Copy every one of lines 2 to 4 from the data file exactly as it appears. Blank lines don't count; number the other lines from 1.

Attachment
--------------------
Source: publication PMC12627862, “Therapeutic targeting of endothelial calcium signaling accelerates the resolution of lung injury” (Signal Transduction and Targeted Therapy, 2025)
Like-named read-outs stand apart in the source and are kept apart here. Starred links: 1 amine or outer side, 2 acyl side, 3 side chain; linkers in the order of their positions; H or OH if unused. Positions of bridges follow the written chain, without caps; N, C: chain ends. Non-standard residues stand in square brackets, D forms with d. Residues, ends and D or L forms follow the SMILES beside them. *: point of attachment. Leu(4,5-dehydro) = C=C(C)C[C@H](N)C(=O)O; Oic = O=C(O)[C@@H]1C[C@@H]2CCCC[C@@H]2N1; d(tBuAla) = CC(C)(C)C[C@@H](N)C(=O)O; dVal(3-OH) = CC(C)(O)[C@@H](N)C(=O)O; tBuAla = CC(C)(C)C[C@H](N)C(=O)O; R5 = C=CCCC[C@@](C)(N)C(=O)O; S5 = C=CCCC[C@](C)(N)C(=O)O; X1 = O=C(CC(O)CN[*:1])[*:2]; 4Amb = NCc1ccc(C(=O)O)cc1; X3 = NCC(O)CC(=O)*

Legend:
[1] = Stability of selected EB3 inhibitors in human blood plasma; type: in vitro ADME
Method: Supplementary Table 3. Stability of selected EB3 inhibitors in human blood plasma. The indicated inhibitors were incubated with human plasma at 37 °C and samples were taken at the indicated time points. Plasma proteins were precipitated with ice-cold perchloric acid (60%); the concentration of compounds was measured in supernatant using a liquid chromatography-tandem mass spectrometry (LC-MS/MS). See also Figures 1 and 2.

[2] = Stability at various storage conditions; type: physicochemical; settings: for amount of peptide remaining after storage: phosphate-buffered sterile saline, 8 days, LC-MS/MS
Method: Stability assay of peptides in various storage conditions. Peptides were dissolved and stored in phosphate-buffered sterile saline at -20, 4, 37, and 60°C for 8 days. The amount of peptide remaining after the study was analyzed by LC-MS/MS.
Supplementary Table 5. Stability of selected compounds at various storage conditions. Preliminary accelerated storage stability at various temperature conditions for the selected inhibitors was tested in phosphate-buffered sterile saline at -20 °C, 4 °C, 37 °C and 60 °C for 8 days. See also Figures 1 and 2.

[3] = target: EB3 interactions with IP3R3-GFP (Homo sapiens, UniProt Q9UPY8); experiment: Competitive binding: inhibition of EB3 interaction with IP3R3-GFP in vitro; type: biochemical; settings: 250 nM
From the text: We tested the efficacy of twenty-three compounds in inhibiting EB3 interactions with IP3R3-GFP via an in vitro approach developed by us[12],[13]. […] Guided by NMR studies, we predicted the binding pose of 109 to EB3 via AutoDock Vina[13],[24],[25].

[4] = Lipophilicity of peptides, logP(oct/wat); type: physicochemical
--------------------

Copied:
Like-named read-outs stand apart in the source and are kept apart here. Starred links: 1 amine or outer side, 2 acyl side, 3 side chain; linkers in the order of their positions; H or OH if unused. Positions of bridges follow the written chain, without caps; N, C: chain ends. Non-standard residues stand in square brackets, D forms with d. Residues, ends and D or L forms follow the SMILES beside them. *: point of attachment. Leu(4,5-dehydro) = C=C(C)C[C@H](N)C(=O)O; Oic = O=C(O)[C@@H]1C[C@@H]2CCCC[C@@H]2N1; d(tBuAla) = CC(C)(C)C[C@@H](N)C(=O)O; dVal(3-OH) = CC(C)(O)[C@@H](N)C(=O)O; tBuAla = CC(C)(C)C[C@H](N)C(=O)O; R5 = C=CCCC[C@@](C)(N)C(=O)O; S5 = C=CCCC[C@](C)(N)C(=O)O; X1 = O=C(CC(O)CN[*:1])[*:2]; 4Amb = NCc1ccc(C(=O)O)cc1; X3 = NCC(O)CC(=O)*

Legend:
[1] = Stability of selected EB3 inhibitors in human blood plasma; type: in vitro ADME